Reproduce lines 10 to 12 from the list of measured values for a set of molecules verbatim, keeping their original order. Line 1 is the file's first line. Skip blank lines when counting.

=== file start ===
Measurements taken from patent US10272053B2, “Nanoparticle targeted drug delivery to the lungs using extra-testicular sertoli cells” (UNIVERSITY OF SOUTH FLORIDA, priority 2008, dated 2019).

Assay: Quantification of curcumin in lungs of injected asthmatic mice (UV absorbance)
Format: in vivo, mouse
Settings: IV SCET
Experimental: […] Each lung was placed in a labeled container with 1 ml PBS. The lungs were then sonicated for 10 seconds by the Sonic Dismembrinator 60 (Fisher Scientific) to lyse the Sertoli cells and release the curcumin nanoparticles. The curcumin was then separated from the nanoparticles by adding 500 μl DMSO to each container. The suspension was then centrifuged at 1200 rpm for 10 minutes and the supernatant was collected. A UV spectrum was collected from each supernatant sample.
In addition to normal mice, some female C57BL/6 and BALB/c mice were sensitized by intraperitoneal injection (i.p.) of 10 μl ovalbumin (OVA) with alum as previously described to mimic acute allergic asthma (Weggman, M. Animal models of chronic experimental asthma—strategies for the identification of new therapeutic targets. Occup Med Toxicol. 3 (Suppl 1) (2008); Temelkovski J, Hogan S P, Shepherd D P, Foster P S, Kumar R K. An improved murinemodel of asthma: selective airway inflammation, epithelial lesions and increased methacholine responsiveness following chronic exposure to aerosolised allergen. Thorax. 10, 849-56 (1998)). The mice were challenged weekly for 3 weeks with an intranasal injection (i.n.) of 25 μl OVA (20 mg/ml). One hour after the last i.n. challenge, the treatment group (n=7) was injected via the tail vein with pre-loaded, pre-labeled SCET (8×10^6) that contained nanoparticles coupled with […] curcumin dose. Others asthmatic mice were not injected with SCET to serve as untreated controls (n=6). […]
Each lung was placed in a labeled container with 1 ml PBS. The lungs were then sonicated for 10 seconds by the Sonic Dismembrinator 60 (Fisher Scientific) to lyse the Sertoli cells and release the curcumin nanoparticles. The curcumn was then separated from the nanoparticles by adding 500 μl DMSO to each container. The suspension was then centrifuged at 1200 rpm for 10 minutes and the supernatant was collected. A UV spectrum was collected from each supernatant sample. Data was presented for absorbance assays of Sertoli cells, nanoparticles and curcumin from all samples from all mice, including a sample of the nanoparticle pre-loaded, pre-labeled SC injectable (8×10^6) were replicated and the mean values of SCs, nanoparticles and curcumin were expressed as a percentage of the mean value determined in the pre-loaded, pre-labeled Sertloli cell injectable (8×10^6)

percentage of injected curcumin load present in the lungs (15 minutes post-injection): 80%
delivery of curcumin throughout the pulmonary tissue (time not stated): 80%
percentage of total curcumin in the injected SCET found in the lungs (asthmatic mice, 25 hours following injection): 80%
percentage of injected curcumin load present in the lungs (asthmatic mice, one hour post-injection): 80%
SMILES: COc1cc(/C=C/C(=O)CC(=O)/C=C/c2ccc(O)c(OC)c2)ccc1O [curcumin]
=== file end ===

percentage of total curcumin in the injected SCET found in the lungs (asthmatic mice, 25 hours following injection): 80%
percentage of injected curcumin load present in the lungs (asthmatic mice, one hour post-injection): 80%
SMILES: COc1cc(/C=C/C(=O)CC(=O)/C=C/c2ccc(O)c(OC)c2)ccc1O [curcumin]